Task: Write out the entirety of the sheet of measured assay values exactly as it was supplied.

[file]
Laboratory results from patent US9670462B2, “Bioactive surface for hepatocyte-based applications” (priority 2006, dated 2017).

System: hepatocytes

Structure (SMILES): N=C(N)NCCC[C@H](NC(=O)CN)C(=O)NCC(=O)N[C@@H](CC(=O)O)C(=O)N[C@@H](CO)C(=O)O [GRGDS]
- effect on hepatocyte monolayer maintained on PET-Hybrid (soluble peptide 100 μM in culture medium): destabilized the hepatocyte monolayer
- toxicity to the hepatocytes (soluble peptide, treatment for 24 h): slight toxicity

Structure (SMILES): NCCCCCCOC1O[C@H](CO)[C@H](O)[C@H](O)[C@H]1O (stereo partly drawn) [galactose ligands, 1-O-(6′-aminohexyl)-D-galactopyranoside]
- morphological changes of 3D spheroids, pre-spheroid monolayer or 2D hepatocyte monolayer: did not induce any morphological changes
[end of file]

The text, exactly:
Laboratory results from patent US9670462B2, “Bioactive surface for hepatocyte-based applications” (priority 2006, dated 2017).

System: hepatocytes

Structure (SMILES): N=C(N)NCCC[C@H](NC(=O)CN)C(=O)NCC(=O)N[C@@H](CC(=O)O)C(=O)N[C@@H](CO)C(=O)O [GRGDS]
- effect on hepatocyte monolayer maintained on PET-Hybrid (soluble peptide 100 μM in culture medium): destabilized the hepatocyte monolayer
- toxicity to the hepatocytes (soluble peptide, treatment for 24 h): slight toxicity

Structure (SMILES): NCCCCCCOC1O[C@H](CO)[C@H](O)[C@H](O)[C@H]1O (stereo partly drawn) [galactose ligands, 1-O-(6′-aminohexyl)-D-galactopyranoside]
- morphological changes of 3D spheroids, pre-spheroid monolayer or 2D hepatocyte monolayer: did not induce any morphological changes